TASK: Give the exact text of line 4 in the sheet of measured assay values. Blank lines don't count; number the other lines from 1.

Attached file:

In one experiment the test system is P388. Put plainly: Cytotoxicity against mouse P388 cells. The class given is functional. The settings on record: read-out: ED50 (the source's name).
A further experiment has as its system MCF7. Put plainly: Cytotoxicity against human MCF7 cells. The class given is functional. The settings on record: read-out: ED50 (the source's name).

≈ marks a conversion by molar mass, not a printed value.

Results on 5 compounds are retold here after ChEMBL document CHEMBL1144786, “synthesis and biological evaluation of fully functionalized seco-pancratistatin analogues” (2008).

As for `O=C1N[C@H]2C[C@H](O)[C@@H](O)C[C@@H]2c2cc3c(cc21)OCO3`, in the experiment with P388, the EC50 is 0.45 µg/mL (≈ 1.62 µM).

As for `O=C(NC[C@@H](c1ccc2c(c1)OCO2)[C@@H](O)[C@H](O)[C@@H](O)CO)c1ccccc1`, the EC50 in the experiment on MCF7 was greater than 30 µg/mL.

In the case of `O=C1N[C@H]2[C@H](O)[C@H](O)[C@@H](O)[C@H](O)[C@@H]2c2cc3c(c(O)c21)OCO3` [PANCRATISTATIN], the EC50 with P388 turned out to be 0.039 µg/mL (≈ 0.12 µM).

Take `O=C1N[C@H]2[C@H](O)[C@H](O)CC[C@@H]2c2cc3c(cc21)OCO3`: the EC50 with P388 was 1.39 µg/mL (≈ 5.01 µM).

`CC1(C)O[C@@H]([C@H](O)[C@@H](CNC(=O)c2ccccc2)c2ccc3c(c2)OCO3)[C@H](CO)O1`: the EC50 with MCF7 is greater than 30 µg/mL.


Results on 5 compounds are retold here after ChEMBL document CHEMBL1144786, “synthesis and biological evaluation of fully functionalized seco-pancratistatin analogues” (2008).